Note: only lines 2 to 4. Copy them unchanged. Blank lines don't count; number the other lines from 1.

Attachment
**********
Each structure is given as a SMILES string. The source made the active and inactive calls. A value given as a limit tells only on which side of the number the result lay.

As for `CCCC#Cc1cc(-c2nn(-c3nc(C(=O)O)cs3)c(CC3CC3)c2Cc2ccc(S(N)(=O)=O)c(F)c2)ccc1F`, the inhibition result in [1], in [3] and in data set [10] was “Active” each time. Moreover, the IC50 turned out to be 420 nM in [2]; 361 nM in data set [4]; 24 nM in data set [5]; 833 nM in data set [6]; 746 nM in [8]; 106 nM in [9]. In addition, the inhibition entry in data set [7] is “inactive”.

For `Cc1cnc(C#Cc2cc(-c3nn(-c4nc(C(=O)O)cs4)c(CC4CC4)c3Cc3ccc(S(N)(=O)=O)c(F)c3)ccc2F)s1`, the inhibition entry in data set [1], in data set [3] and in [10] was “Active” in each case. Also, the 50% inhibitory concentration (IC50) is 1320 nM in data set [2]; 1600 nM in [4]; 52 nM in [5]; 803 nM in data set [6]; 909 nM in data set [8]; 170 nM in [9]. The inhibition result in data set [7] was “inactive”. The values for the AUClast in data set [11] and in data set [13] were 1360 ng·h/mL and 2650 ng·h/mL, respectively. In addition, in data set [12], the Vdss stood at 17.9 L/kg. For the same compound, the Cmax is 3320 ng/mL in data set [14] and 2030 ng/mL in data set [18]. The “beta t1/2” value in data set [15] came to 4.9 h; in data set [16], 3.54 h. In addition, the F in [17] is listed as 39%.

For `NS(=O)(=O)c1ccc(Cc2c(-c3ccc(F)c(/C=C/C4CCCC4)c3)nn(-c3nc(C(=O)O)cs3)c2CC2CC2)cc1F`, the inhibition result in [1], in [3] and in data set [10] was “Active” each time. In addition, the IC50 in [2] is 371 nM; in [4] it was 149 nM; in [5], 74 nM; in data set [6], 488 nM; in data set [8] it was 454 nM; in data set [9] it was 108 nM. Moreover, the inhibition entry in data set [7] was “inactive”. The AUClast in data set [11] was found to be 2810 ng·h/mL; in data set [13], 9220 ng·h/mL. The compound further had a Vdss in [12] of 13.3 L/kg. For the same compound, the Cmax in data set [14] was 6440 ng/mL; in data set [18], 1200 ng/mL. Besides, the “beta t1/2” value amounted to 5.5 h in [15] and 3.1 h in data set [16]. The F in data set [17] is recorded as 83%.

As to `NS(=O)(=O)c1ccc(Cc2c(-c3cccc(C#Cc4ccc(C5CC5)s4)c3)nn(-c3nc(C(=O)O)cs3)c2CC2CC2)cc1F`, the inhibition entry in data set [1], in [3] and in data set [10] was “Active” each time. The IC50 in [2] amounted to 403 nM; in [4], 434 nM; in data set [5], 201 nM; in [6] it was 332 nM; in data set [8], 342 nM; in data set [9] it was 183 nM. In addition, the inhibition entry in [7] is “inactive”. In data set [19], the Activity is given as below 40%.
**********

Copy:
As for `CCCC#Cc1cc(-c2nn(-c3nc(C(=O)O)cs3)c(CC3CC3)c2Cc2ccc(S(N)(=O)=O)c(F)c2)ccc1F`, the inhibition result in [1], in [3] and in data set [10] was “Active” each time. Moreover, the IC50 turned out to be 420 nM in [2]; 361 nM in data set [4]; 24 nM in data set [5]; 833 nM in data set [6]; 746 nM in [8]; 106 nM in [9]. In addition, the inhibition entry in data set [7] is “inactive”.

For `Cc1cnc(C#Cc2cc(-c3nn(-c4nc(C(=O)O)cs4)c(CC4CC4)c3Cc3ccc(S(N)(=O)=O)c(F)c3)ccc2F)s1`, the inhibition entry in data set [1], in data set [3] and in [10] was “Active” in each case. Also, the 50% inhibitory concentration (IC50) is 1320 nM in data set [2]; 1600 nM in [4]; 52 nM in [5]; 803 nM in data set [6]; 909 nM in data set [8]; 170 nM in [9]. The inhibition result in data set [7] was “inactive”. The values for the AUClast in data set [11] and in data set [13] were 1360 ng·h/mL and 2650 ng·h/mL, respectively. In addition, in data set [12], the Vdss stood at 17.9 L/kg. For the same compound, the Cmax is 3320 ng/mL in data set [14] and 2030 ng/mL in data set [18]. The “beta t1/2” value in data set [15] came to 4.9 h; in data set [16], 3.54 h. In addition, the F in [17] is listed as 39%.

For `NS(=O)(=O)c1ccc(Cc2c(-c3ccc(F)c(/C=C/C4CCCC4)c3)nn(-c3nc(C(=O)O)cs3)c2CC2CC2)cc1F`, the inhibition result in [1], in [3] and in data set [10] was “Active” each time. In addition, the IC50 in [2] is 371 nM; in [4] it was 149 nM; in [5], 74 nM; in data set [6], 488 nM; in data set [8] it was 454 nM; in data set [9] it was 108 nM. Moreover, the inhibition entry in data set [7] was “inactive”. The AUClast in data set [11] was found to be 2810 ng·h/mL; in data set [13], 9220 ng·h/mL. The compound further had a Vdss in [12] of 13.3 L/kg. For the same compound, the Cmax in data set [14] was 6440 ng/mL; in data set [18], 1200 ng/mL. Besides, the “beta t1/2” value amounted to 5.5 h in [15] and 3.1 h in data set [16]. The F in data set [17] is recorded as 83%.